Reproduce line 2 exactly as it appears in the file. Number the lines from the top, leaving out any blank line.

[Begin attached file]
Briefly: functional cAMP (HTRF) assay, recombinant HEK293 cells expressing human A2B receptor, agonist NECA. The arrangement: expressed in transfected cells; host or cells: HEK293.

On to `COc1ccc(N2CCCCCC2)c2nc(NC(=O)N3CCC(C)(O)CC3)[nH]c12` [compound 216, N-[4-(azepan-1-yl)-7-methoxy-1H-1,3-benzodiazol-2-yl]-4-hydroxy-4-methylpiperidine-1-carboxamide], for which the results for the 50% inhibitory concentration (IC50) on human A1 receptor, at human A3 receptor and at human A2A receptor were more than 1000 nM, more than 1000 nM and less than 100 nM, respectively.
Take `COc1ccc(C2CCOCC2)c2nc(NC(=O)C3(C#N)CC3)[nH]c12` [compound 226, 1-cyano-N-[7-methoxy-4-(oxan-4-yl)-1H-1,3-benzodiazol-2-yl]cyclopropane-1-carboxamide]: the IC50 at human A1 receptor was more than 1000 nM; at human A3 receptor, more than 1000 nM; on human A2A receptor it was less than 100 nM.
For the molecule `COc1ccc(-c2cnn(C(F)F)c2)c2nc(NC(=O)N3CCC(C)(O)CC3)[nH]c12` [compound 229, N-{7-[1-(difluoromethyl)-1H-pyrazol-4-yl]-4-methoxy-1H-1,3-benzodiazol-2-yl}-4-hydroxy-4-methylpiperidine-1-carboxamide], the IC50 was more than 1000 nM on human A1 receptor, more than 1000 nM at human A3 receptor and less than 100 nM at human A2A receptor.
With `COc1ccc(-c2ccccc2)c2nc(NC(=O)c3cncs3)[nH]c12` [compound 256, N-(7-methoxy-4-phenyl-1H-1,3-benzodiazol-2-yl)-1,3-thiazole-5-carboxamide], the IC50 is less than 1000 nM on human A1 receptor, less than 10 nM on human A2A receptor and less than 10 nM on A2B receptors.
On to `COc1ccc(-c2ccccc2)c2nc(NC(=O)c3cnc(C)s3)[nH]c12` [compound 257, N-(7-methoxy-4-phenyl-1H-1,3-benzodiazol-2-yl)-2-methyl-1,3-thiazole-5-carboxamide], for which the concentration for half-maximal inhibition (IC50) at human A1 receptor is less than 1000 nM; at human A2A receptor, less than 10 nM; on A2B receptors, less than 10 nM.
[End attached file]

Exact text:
On to `COc1ccc(N2CCCCCC2)c2nc(NC(=O)N3CCC(C)(O)CC3)[nH]c12` [compound 216, N-[4-(azepan-1-yl)-7-methoxy-1H-1,3-benzodiazol-2-yl]-4-hydroxy-4-methylpiperidine-1-carboxamide], for which the results for the 50% inhibitory concentration (IC50) on human A1 receptor, at human A3 receptor and at human A2A receptor were more than 1000 nM, more than 1000 nM and less than 100 nM, respectively.